Degree Type


Date of Award


Degree Name

Doctor of Philosophy


Food Technology

First Advisor

Marvin H. Stromer


This dissertation is divided into two principal parts. The purpose of the first part was to investigate the effects of cations and temperature on the critical concentration of desmin required for filament assembly by using tow independent assays, namely, turbidity and centrifugation. Assembly was done in the presence of 2 mM Ca[superscript]2+, 2 mM Mg[superscript]2+ or 150 mM Na[superscript]+ at 2, 22 and 37°C. Similar values for critical concentration were obtained by both assays. As temperature increased, critical concentration decreased for each cation. Critical concentration was lowest in the presence of Ca[superscript]2+ at 2, 22 and 37°C, but was highest in the presence of 150 mM Na[superscript]+ at 2°C. Negative staining showed that supernatants from the centrifugation assays contained protofilaments, protofibrils and short particles (1 [mu]m) with an average diameter of 10 nm. Thermodynamic analysis indicated that hydrophobic interactions were dominant during desmin assembly but that ionic interactions might also be involved;The objective of the second part was to investigate in vivo changes, especially in cytoplasmic dense bodies (CDBs), in developing smooth muscle cells by transmission electron microscopy and immunoelectron microscopy. The developmental events observed in 6-day embryonic through 7-day post-hatch chicken gizzards were sequentially classified into 7 stages, primarily based on the appearance and the growth of contractile and cytoskeletal elements. These stages are: myoblast proliferation; dense body appearance, thick filament appearance, dense body growth; muscle cell replication; intermediate filament bundle (IFB) appearance; and appearance of adult type cells. These events clearly indicate that smooth muscle myogenesis in vivo is a sequential process in which contractile elements (actin and myosin filaments) and dense bodies are assembled before the axial IFB, a major cytoskeletal element;SDS-PAGE and Western blots together with colloidal gold labeled antibodies and electron microscopy showed that, between 10 days embryonic age and 7-days post-hatch, amounts of myosin heavy chain, [alpha]-actinin, desmin and actin all increase. On the basis of structural changes in the CDB and immunoelectron microscopy labeling, we propose that CDB assembly includes three steps: (1) alignment of actin and intermediate filaments; (2) cross-linking of major longitudinal filaments, probably by [alpha]-actinin; and (3) addition of components that increase the electron density of the CDB.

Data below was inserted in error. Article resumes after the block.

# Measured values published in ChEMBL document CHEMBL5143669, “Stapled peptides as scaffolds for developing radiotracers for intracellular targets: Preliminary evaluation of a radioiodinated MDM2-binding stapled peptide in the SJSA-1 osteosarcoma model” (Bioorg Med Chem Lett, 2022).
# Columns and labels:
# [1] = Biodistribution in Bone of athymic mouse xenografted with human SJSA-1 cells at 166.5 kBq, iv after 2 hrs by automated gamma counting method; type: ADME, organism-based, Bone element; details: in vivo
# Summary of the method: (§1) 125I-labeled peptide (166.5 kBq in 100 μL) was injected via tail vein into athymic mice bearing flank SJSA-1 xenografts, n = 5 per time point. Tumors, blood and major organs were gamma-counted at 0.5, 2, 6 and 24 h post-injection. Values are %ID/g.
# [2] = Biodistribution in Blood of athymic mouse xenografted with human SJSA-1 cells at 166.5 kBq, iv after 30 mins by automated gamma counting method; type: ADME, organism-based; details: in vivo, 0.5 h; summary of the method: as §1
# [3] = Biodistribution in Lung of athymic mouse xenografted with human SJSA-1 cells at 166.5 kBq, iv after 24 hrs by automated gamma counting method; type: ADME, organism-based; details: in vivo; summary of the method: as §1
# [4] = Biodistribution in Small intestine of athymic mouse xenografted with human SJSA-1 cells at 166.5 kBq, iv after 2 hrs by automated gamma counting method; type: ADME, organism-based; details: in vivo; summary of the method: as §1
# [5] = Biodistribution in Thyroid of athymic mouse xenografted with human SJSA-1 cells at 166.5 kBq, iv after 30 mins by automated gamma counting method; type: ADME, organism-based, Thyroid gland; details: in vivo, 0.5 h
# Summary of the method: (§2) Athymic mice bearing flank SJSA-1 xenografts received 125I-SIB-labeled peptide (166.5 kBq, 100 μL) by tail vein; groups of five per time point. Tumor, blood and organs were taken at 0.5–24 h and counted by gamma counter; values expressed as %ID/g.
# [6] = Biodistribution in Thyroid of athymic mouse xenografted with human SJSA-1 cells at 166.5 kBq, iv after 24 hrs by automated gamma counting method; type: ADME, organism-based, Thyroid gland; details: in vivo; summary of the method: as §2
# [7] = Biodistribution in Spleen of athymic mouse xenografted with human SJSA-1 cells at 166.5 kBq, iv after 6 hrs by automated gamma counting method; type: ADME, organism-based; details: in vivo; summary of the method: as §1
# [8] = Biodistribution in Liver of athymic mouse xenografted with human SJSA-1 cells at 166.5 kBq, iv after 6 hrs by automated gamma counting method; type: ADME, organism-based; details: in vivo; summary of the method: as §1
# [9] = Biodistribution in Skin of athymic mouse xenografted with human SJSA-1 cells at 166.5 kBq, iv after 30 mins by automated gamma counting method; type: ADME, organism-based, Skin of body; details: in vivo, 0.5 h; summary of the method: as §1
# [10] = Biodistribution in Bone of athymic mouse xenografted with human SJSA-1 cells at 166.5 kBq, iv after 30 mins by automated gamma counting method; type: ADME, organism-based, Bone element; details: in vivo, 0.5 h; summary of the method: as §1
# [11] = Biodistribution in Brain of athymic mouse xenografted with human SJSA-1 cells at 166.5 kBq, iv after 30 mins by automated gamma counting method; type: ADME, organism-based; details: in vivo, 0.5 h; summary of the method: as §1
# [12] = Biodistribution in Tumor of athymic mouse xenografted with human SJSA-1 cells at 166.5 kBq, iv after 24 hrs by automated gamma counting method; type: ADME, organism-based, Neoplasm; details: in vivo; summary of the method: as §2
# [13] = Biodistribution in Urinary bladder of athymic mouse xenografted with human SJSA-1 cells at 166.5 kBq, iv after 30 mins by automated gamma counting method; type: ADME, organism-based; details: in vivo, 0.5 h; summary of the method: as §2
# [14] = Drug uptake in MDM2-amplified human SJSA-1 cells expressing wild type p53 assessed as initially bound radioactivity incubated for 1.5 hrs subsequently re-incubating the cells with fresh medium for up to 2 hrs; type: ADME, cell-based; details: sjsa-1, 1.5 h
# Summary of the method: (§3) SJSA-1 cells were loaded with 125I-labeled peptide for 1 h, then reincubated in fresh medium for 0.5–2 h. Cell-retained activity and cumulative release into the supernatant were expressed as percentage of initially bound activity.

Digital Repository @ Iowa State University,

Copyright Owner

Rong-Ghi Robert Chou



Proquest ID


File Format


File Size

179 pages